Armchair Pilot?


Since I am now part of the Why Fly Team, I might as well bore you, our readers, with my own little column. And please don’t expect me to turn out literary miracles like Michelle or Glenn. First, English is not my mother tongue. Second, I am not a licensed pilot. Fortunately Glenn IS a licensed pilot and also a licensed Editor. So he’ll cut my blabbering in half and present you with the remainder. Or not, as the case may be.

So what’s an armchair pilot?

Or, come to think of it, why would I want to write about that?

‘Armchair Pilots’ are what many flightsimmers call themselves. They ‘fly’ on a monitor (TV screen) attached to a desktop computer. Using, predominantly, Microsoft’s Flight Simulator, they can mimic real flight, learn manoeuvres, practice, or just fantasize about being a pilot … from the chair at their desk … and, sometimes, from a more-than-real, home-built-cockpit!!

For the most part these people cannot fly a real aircraft for a number of reasons. Money is one. Age and/or insufficient health are another. Or lack of time. Or lack of (family) support. Even fear of heights! There are many reasons why people stick, or turn to, PC flight simulation instead of practicing ‘the real deal’ to get themselves at bird level.

I know, since I am one of them. Sort of.

I am lucky as I HAVE been able to fly quite a lot, for real. I HAVE taken off in a small airplane – several in fact.  I have flown around the skies of many countries, and I’ve even landed a few times … myself. In fact, so far I have landed every time I went up (in some way or another).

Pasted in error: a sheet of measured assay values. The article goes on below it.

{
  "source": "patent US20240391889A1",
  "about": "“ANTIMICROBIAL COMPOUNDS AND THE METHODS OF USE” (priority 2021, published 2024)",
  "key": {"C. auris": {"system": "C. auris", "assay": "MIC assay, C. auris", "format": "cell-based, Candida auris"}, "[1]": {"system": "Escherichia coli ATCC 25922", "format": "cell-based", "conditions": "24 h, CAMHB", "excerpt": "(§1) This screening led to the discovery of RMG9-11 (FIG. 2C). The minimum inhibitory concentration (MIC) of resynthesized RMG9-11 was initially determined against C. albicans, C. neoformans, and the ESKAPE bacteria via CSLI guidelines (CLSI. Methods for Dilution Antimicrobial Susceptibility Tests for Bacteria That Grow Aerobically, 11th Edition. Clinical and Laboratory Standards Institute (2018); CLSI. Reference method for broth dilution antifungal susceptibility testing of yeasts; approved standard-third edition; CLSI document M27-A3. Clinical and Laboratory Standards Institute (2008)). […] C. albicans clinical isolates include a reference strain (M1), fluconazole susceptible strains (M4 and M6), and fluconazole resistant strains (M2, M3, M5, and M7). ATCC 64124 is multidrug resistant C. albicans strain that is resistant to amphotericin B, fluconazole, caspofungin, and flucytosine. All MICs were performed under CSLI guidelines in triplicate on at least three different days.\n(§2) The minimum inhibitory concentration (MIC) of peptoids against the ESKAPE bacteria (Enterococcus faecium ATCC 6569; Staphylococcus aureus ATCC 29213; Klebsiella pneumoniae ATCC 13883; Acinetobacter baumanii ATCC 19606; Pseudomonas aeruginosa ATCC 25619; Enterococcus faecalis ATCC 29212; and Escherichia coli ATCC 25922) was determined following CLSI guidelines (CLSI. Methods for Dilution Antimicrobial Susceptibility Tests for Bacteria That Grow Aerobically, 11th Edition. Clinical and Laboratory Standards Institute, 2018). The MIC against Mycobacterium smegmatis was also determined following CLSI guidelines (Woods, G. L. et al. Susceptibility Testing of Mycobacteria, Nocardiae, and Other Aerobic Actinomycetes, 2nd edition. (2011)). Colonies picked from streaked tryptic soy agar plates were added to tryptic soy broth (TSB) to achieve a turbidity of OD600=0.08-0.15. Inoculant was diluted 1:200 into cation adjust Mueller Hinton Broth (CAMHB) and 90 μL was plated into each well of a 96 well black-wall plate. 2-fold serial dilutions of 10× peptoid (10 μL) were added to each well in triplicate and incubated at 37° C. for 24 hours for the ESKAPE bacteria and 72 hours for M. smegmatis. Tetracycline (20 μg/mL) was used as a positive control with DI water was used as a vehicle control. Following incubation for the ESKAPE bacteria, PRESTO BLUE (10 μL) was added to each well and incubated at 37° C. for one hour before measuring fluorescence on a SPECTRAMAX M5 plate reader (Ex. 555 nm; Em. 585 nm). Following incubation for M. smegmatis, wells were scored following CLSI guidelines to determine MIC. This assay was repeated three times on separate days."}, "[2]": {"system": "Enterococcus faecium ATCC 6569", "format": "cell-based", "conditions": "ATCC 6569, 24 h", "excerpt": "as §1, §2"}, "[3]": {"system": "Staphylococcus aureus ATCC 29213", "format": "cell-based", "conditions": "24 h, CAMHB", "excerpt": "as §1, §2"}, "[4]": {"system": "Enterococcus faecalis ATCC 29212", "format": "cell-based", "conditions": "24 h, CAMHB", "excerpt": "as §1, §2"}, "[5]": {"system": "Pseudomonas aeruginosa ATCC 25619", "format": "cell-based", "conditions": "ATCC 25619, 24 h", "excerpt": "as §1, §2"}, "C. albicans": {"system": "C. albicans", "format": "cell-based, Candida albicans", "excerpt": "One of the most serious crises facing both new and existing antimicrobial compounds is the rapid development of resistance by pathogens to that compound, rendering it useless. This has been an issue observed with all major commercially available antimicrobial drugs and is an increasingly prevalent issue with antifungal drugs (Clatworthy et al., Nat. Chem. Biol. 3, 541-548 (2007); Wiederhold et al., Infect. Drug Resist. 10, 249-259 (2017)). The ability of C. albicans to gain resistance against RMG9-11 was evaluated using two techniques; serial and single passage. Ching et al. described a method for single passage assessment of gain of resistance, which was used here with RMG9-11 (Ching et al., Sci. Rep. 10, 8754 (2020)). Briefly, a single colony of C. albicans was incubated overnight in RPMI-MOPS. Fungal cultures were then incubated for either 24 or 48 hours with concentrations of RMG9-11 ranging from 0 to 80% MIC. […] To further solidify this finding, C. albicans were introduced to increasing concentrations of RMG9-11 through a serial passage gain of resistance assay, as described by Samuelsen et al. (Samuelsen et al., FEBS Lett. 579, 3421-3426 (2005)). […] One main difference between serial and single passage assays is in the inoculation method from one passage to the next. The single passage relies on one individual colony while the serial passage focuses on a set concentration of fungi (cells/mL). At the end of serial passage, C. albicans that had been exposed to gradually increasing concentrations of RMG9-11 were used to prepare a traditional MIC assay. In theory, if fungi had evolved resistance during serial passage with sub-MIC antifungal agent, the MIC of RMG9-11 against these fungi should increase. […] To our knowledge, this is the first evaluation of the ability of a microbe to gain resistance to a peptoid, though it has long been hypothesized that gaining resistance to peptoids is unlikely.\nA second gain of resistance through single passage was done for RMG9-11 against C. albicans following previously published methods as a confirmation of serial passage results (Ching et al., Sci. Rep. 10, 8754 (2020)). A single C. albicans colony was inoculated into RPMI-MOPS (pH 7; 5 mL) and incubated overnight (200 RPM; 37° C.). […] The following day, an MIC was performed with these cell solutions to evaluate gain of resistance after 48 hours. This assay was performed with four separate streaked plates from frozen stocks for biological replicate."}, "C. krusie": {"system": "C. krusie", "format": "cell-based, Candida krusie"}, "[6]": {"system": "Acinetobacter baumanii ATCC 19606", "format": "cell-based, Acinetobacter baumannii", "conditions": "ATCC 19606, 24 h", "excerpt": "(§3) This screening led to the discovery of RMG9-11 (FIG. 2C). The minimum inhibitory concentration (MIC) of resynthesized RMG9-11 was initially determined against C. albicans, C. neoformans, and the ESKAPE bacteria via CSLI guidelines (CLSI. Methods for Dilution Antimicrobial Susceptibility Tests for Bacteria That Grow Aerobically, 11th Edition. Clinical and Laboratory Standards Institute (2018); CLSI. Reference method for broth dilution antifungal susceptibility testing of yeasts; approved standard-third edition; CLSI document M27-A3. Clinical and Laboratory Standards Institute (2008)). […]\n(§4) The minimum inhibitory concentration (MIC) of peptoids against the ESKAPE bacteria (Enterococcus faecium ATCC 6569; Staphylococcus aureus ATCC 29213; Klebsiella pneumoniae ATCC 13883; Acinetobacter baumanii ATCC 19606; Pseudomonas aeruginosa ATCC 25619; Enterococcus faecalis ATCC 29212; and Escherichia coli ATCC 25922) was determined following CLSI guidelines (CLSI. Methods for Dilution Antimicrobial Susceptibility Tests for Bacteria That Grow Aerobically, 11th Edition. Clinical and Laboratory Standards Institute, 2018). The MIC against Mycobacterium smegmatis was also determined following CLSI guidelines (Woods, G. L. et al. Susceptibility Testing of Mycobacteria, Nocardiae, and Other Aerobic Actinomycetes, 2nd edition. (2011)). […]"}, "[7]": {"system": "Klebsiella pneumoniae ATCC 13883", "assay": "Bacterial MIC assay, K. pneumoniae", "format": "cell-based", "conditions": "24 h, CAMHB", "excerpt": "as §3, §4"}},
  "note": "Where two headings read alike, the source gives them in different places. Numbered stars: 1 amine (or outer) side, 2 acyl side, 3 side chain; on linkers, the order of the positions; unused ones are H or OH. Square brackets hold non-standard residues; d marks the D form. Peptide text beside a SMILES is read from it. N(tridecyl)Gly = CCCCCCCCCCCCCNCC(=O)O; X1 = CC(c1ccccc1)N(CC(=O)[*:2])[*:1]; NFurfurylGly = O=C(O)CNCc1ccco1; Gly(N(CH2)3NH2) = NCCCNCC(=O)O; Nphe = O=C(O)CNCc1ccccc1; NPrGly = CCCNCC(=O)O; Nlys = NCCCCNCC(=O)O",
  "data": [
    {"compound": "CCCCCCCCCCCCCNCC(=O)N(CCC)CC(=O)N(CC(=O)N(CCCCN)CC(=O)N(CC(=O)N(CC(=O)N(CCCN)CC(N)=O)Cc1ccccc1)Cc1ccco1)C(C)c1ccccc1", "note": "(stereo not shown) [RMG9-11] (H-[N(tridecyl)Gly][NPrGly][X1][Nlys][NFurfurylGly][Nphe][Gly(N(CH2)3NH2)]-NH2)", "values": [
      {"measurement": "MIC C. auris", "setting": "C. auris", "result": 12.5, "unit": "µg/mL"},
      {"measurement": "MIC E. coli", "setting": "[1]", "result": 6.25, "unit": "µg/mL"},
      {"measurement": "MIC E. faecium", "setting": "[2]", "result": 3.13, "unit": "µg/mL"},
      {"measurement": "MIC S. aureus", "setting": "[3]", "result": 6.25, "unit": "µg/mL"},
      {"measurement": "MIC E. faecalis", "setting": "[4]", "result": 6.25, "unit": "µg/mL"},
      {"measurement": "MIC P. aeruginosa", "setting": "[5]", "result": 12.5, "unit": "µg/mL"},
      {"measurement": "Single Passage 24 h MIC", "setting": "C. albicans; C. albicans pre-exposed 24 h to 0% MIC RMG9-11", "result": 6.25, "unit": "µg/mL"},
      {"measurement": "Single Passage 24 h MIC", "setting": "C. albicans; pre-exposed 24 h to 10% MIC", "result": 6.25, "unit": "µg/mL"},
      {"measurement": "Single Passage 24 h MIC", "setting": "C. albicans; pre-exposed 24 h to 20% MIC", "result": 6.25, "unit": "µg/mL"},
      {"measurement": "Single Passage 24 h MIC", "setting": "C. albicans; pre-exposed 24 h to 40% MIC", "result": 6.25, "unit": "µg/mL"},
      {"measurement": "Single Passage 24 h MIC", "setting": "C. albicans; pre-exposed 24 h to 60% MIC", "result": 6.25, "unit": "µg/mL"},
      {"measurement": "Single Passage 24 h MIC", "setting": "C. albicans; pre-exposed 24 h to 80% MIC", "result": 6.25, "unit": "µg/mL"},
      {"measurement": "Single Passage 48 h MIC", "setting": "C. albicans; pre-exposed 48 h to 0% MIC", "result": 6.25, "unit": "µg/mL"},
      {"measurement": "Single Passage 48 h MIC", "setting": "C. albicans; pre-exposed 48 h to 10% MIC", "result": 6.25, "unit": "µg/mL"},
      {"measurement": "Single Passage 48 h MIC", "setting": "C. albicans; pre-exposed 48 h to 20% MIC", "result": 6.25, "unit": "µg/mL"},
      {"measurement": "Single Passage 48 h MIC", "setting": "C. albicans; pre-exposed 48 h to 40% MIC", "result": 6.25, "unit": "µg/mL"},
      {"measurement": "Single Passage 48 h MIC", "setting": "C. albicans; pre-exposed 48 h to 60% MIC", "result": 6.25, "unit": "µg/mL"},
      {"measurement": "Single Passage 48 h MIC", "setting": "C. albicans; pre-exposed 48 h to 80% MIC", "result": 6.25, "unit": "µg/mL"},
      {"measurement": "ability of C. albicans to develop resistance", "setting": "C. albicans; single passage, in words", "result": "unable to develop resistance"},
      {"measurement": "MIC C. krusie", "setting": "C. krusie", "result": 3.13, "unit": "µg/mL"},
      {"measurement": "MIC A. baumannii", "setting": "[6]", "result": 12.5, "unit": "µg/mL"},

But I know of many flightsimmers who have never flown in a real aircraft. And many of them are very knowledgeable individuals who sometimes know more about flying than real pilots, believe it or not.

Most of these ‘simmers’ are very interested in the world of real aviation, in whatever form or level. And that is also one of the reasons I have spent most of my adult life trying to somehow ‘link’ the real world and the simulated one.

I have always been a strong defender for both sets of skills. Just because one does not have the means, physical ability or opportunity to learn to fly for real, doesn’t make him, or her, a lesser aviation FAN! Nor does being a real pilot make you a better one.

What does matter is having a passion for aviation – be it virtual or real.

Since that’s what has brought you (and me) to Why Fly, and will hopefully keep you coming back, that too is why I’ll keep writing my columns here (and elsewhere).

About the joy of flying we ALL share … in one way or other.


My home based ‘Cessna’



  1. Glenn Matthews

    Wow, Francois! Love your flight simulator set up! I agree completely with your thoughts on flying. One does not need a licence to enjoy flight. After all, I never had a pilot’s licence or any training when I soloed that Tiger Moth but it was a thrilling experience! Don’t ask me how I got away with it. When I obtained a commercial licence I only put in about 100 hours before deciding to quit that stressful stuff. Flying should be fun. If it’s not, why bother.
    One thing that I’m most pleased to about was to encourage my wife, Kate to learn to fly and solo a Cessna. Once that goal was reached it was decided that anything further was not necessary, cost being a prohibitive factor. Kate proved she could fly and I am so proud of her. But it really is a shame that nowadays learning to fly is beyond the reach of the average person. Back when I obtained a Private licence it cost me 250 dollars (the government kicked in the other 250). Then, too, there were no Hobbs Meters in the airplanes. You paid for “flight time” not from when you fired up the engine. I guess I fall into Richard Bach’s category of an ‘Flyer”. Small airports, small airplanes and big hearted folks who love to just fly. Exactly like the wonderful people we met at Guelph.
    Glenn Matthews

  2. Many thanks for your kind and insightful comment, Glenn! I am really enjoying your series of articles (and pictures!), and I know so may of our readers do too!


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